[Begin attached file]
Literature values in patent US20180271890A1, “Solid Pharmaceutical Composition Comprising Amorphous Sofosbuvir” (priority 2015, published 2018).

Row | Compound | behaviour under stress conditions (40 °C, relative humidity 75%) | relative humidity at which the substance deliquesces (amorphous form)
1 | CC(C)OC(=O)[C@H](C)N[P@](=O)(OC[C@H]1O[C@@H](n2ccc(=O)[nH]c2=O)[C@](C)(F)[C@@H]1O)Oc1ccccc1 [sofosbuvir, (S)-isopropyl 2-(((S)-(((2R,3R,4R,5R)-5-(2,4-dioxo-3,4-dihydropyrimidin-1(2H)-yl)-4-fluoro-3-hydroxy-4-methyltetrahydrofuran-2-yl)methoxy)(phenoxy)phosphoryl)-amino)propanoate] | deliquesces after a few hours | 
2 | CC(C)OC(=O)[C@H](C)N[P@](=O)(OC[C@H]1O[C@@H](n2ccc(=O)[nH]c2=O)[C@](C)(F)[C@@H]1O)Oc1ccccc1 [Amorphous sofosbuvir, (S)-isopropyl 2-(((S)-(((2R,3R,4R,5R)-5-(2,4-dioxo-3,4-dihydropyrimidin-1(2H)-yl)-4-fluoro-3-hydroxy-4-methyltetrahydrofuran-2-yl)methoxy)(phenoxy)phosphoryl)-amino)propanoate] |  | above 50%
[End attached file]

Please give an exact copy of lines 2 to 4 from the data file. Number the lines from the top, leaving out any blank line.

Row | Compound | behaviour under stress conditions (40 °C, relative humidity 75%) | relative humidity at which the substance deliquesces (amorphous form)
1 | CC(C)OC(=O)[C@H](C)N[P@](=O)(OC[C@H]1O[C@@H](n2ccc(=O)[nH]c2=O)[C@](C)(F)[C@@H]1O)Oc1ccccc1 [sofosbuvir, (S)-isopropyl 2-(((S)-(((2R,3R,4R,5R)-5-(2,4-dioxo-3,4-dihydropyrimidin-1(2H)-yl)-4-fluoro-3-hydroxy-4-methyltetrahydrofuran-2-yl)methoxy)(phenoxy)phosphoryl)-amino)propanoate] | deliquesces after a few hours | 
2 | CC(C)OC(=O)[C@H](C)N[P@](=O)(OC[C@H]1O[C@@H](n2ccc(=O)[nH]c2=O)[C@](C)(F)[C@@H]1O)Oc1ccccc1 [Amorphous sofosbuvir, (S)-isopropyl 2-(((S)-(((2R,3R,4R,5R)-5-(2,4-dioxo-3,4-dihydropyrimidin-1(2H)-yl)-4-fluoro-3-hydroxy-4-methyltetrahydrofuran-2-yl)methoxy)(phenoxy)phosphoryl)-amino)propanoate] |  | above 50%